It is no surprise across the industry that both operating models and profitability are forced and the pace of trans-formation of large manufacturing and retail customers may turn-out to be even faster for private final consumers.

Digital multi-channel tracking systems are becoming the preferable mode for monitoring goods on the move

There is no other industry where so many industry experts ascribe a high importance to data and analytics in the next five years than transportation and logistics. We start by taking a closer look at some of the key disrupting factors such as changing customer expectations, technological breakthroughs, and new entrants to the industry, and new ways to compete or collaborate. These disruptions have very different implications for individual companies, depending on which segments they operate in, their type of ownership, and where they are located. Lack of digital culture and training is the biggest challenge facing transportation and logistics companies, but automation could reshape the workforce. Labour is a critical element of any logistics operating model, and up till now there's always been dealing between service levels and costs. But automation breaks down this equation, allowing firms to offer better service and save money at the same time. Some of the industry's most labour-intensive processes are on the way to being fully or partially automated, from warehousing to last-mile delivery.

It is not always easy to choose a 3rd party logistics provider because of the many different aspects revolving around them. The first thing you should do considering 3PL services is to determine exactly what types of services your company needs, as this can affect the type of provider that's ideal for your business. In the beginning, you search for the perfect 3PL provider, analyze your accounts and determine how well your company is performing. Then you should set a line to your current supply chain costs and examine existing relationships with your carriers, along with any advances or allowances that might be made in the future. You should then ask the 3PL provider for a request for information (RFI), which provides you with a detailed plan that the provider has for your company.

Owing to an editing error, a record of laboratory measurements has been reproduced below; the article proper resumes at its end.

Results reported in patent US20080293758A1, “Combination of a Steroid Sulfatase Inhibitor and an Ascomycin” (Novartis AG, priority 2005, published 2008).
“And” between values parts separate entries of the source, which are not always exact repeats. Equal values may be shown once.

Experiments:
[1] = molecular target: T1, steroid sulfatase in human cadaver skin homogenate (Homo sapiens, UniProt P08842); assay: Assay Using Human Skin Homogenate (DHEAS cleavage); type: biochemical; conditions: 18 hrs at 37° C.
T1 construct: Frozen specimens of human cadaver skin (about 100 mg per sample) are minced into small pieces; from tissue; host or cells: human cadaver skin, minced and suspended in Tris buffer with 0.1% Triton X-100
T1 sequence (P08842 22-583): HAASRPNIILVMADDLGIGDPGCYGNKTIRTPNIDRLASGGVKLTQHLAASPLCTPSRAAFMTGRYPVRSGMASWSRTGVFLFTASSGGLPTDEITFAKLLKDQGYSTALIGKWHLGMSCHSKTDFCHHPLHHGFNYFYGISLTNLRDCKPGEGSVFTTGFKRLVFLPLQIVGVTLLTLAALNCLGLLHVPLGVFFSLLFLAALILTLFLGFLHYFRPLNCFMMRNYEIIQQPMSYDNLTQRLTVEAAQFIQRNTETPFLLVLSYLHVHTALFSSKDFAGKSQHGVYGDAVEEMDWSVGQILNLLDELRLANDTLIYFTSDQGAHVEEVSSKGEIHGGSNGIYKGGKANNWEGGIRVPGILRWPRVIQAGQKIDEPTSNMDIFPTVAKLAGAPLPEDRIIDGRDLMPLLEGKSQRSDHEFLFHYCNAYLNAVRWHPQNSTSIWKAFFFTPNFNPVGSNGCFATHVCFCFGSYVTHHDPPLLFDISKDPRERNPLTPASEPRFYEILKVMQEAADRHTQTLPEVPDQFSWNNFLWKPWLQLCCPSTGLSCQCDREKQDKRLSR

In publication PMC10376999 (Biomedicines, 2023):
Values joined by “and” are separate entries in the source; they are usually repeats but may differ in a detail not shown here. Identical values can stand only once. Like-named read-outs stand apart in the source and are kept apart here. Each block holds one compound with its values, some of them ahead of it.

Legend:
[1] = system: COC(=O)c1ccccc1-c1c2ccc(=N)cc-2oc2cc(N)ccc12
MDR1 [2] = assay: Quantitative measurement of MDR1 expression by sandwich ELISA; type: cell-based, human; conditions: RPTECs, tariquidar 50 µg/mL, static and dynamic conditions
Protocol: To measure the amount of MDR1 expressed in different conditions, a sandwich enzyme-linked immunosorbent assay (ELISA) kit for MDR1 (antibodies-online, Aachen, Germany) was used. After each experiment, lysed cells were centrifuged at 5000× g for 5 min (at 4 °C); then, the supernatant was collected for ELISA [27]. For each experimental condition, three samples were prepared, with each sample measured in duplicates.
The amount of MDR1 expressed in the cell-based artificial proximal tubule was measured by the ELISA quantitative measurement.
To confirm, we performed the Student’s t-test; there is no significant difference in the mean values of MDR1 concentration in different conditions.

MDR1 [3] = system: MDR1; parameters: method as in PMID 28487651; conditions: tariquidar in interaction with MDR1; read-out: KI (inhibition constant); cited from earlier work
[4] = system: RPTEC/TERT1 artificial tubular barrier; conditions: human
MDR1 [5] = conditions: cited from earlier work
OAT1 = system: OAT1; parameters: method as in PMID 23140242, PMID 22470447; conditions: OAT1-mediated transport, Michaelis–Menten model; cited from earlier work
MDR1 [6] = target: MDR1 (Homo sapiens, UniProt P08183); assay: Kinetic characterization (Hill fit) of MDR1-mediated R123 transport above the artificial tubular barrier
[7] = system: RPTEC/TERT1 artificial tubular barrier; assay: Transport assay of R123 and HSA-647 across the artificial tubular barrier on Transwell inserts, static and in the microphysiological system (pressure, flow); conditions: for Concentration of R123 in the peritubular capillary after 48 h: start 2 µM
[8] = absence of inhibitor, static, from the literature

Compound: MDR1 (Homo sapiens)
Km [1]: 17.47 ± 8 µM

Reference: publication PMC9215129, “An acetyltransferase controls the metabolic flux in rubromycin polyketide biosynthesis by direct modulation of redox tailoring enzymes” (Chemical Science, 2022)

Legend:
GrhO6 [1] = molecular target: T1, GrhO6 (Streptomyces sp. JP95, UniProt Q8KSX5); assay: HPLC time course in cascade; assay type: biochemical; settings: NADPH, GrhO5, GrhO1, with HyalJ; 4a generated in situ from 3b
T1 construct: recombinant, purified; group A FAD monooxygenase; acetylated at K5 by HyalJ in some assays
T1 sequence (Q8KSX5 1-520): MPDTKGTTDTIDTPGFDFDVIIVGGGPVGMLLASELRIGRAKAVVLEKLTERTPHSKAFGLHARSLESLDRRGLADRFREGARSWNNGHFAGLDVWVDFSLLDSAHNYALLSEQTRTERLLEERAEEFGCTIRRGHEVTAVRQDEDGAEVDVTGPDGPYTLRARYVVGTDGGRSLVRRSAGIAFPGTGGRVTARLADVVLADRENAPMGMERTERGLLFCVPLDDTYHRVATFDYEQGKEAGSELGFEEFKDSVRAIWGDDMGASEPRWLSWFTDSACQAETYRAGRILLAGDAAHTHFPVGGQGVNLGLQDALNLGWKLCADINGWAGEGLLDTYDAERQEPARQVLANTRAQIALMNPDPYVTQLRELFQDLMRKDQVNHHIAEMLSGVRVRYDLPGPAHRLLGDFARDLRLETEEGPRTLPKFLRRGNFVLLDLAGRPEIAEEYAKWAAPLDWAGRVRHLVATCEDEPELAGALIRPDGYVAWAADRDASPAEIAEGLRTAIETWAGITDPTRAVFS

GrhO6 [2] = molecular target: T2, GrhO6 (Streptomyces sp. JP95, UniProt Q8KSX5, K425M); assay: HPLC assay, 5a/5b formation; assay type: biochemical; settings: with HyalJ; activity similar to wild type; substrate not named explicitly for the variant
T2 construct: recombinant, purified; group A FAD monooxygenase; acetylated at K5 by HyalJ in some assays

The upsides of choosing a 3PL provider to manage certain aspects can make it incredibly worthwhile. You'll be able to see the improvements in various areas of your business as follows: Improved customer service, with a better relationship with your customers resulting from fast and efficient service. Increased flexibility and scalability, with the ability to scale back operations over varied time frames. Through larger resource network compared to in-house supply chains, further increasing efficiency and effectiveness. Saved time as well as money without the need to invest in multiple areas of your business while experiencing higher returns. Professional services that keep your business updated to stay in line with current trends and new technologies in logistics.